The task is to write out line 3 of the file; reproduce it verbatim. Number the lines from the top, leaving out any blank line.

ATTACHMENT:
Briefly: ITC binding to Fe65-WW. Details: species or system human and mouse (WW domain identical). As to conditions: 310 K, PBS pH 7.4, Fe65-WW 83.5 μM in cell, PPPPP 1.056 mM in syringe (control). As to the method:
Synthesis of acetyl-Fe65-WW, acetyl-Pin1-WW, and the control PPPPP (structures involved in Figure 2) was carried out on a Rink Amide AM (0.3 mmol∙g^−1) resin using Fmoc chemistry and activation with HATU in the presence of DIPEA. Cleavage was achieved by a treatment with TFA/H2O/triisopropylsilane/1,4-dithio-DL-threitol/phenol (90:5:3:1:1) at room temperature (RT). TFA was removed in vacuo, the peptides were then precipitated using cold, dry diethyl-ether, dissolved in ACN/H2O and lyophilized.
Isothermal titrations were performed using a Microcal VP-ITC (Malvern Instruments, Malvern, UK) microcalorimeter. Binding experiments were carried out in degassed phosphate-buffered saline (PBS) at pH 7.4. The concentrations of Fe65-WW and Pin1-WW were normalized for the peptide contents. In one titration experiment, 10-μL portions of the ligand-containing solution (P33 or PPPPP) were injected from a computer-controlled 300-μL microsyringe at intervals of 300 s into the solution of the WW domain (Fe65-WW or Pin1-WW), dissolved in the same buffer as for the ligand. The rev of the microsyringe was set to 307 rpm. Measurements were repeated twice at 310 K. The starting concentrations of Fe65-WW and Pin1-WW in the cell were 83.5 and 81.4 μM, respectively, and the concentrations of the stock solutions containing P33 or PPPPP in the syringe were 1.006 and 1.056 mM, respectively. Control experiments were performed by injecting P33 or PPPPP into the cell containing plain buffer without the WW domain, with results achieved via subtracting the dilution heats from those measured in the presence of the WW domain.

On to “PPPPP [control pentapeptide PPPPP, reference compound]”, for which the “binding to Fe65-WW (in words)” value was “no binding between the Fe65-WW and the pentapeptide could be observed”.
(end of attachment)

Isothermal titrations were performed using a Microcal VP-ITC (Malvern Instruments, Malvern, UK) microcalorimeter. Binding experiments were carried out in degassed phosphate-buffered saline (PBS) at pH 7.4. The concentrations of Fe65-WW and Pin1-WW were normalized for the peptide contents. In one titration experiment, 10-μL portions of the ligand-containing solution (P33 or PPPPP) were injected from a computer-controlled 300-μL microsyringe at intervals of 300 s into the solution of the WW domain (Fe65-WW or Pin1-WW), dissolved in the same buffer as for the ligand. The rev of the microsyringe was set to 307 rpm. Measurements were repeated twice at 310 K. The starting concentrations of Fe65-WW and Pin1-WW in the cell were 83.5 and 81.4 μM, respectively, and the concentrations of the stock solutions containing P33 or PPPPP in the syringe were 1.006 and 1.056 mM, respectively. Control experiments were performed by injecting P33 or PPPPP into the cell containing plain buffer without the WW domain, with results achieved via subtracting the dilution heats from those measured in the presence of the WW domain.